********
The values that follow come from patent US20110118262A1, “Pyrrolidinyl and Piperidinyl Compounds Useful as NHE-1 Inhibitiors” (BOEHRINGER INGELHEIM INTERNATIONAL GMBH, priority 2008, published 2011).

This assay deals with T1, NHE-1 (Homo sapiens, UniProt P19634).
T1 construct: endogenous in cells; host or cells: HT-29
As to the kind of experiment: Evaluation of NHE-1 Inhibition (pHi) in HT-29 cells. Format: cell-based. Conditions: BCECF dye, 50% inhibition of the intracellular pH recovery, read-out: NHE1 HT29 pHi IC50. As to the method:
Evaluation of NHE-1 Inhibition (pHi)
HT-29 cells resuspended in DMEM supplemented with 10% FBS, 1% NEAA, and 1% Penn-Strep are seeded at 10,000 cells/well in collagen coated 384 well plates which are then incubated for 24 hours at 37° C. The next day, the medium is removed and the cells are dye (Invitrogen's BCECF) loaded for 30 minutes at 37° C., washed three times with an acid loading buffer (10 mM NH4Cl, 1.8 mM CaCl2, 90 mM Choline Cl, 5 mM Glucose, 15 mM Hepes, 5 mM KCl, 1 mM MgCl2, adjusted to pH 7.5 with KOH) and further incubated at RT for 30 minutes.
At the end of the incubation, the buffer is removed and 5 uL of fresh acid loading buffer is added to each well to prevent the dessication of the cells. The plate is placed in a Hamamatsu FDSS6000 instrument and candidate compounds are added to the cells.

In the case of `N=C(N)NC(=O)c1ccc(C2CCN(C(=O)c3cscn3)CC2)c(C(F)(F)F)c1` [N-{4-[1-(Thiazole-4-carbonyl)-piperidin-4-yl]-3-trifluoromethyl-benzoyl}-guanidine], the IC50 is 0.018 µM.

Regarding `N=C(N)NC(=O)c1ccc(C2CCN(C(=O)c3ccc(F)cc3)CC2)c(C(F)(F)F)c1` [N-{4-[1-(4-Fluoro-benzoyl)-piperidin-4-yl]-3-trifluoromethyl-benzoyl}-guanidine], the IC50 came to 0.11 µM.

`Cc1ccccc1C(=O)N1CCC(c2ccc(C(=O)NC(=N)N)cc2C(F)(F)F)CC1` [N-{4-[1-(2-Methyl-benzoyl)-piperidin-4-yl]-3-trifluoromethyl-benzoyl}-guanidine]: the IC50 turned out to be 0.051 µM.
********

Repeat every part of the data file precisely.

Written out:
The values that follow come from patent US20110118262A1, “Pyrrolidinyl and Piperidinyl Compounds Useful as NHE-1 Inhibitiors” (BOEHRINGER INGELHEIM INTERNATIONAL GMBH, priority 2008, published 2011).

This assay deals with T1, NHE-1 (Homo sapiens, UniProt P19634).
T1 construct: endogenous in cells; host or cells: HT-29
As to the kind of experiment: Evaluation of NHE-1 Inhibition (pHi) in HT-29 cells. Format: cell-based. Conditions: BCECF dye, 50% inhibition of the intracellular pH recovery, read-out: NHE1 HT29 pHi IC50. As to the method:
Evaluation of NHE-1 Inhibition (pHi)
HT-29 cells resuspended in DMEM supplemented with 10% FBS, 1% NEAA, and 1% Penn-Strep are seeded at 10,000 cells/well in collagen coated 384 well plates which are then incubated for 24 hours at 37° C. The next day, the medium is removed and the cells are dye (Invitrogen's BCECF) loaded for 30 minutes at 37° C., washed three times with an acid loading buffer (10 mM NH4Cl, 1.8 mM CaCl2, 90 mM Choline Cl, 5 mM Glucose, 15 mM Hepes, 5 mM KCl, 1 mM MgCl2, adjusted to pH 7.5 with KOH) and further incubated at RT for 30 minutes.
At the end of the incubation, the buffer is removed and 5 uL of fresh acid loading buffer is added to each well to prevent the dessication of the cells. The plate is placed in a Hamamatsu FDSS6000 instrument and candidate compounds are added to the cells.

In the case of `N=C(N)NC(=O)c1ccc(C2CCN(C(=O)c3cscn3)CC2)c(C(F)(F)F)c1` [N-{4-[1-(Thiazole-4-carbonyl)-piperidin-4-yl]-3-trifluoromethyl-benzoyl}-guanidine], the IC50 is 0.018 µM.

Regarding `N=C(N)NC(=O)c1ccc(C2CCN(C(=O)c3ccc(F)cc3)CC2)c(C(F)(F)F)c1` [N-{4-[1-(4-Fluoro-benzoyl)-piperidin-4-yl]-3-trifluoromethyl-benzoyl}-guanidine], the IC50 came to 0.11 µM.

`Cc1ccccc1C(=O)N1CCC(c2ccc(C(=O)NC(=N)N)cc2C(F)(F)F)CC1` [N-{4-[1-(2-Methyl-benzoyl)-piperidin-4-yl]-3-trifluoromethyl-benzoyl}-guanidine]: the IC50 turned out to be 0.051 µM.